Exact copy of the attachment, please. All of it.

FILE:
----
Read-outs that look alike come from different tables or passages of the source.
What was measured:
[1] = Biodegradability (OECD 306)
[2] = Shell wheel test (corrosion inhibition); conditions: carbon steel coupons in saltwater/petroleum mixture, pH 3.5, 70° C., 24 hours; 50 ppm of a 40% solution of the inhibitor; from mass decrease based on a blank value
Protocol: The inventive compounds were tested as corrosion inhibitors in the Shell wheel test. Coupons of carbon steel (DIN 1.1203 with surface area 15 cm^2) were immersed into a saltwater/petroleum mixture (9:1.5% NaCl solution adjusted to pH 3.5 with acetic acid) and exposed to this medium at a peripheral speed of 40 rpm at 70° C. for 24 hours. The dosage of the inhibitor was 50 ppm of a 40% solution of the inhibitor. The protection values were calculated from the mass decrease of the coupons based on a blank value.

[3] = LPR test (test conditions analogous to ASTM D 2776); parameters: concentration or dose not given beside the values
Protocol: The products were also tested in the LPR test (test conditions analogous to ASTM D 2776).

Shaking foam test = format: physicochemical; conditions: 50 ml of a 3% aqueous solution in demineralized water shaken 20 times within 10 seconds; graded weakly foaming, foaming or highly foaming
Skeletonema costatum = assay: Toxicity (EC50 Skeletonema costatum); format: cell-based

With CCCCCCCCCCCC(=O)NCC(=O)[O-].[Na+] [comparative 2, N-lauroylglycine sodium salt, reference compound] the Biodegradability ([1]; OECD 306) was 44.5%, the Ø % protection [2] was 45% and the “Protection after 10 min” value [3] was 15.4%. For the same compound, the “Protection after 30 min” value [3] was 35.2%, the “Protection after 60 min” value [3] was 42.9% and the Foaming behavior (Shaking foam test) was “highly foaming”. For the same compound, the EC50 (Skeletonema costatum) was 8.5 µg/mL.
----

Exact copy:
Read-outs that look alike come from different tables or passages of the source.
What was measured:
[1] = Biodegradability (OECD 306)
[2] = Shell wheel test (corrosion inhibition); conditions: carbon steel coupons in saltwater/petroleum mixture, pH 3.5, 70° C., 24 hours; 50 ppm of a 40% solution of the inhibitor; from mass decrease based on a blank value
Protocol: The inventive compounds were tested as corrosion inhibitors in the Shell wheel test. Coupons of carbon steel (DIN 1.1203 with surface area 15 cm^2) were immersed into a saltwater/petroleum mixture (9:1.5% NaCl solution adjusted to pH 3.5 with acetic acid) and exposed to this medium at a peripheral speed of 40 rpm at 70° C. for 24 hours. The dosage of the inhibitor was 50 ppm of a 40% solution of the inhibitor. The protection values were calculated from the mass decrease of the coupons based on a blank value.

[3] = LPR test (test conditions analogous to ASTM D 2776); parameters: concentration or dose not given beside the values
Protocol: The products were also tested in the LPR test (test conditions analogous to ASTM D 2776).

Shaking foam test = format: physicochemical; conditions: 50 ml of a 3% aqueous solution in demineralized water shaken 20 times within 10 seconds; graded weakly foaming, foaming or highly foaming
Skeletonema costatum = assay: Toxicity (EC50 Skeletonema costatum); format: cell-based

With CCCCCCCCCCCC(=O)NCC(=O)[O-].[Na+] [comparative 2, N-lauroylglycine sodium salt, reference compound] the Biodegradability ([1]; OECD 306) was 44.5%, the Ø % protection [2] was 45% and the “Protection after 10 min” value [3] was 15.4%. For the same compound, the “Protection after 30 min” value [3] was 35.2%, the “Protection after 60 min” value [3] was 42.9% and the Foaming behavior (Shaking foam test) was “highly foaming”. For the same compound, the EC50 (Skeletonema costatum) was 8.5 µg/mL.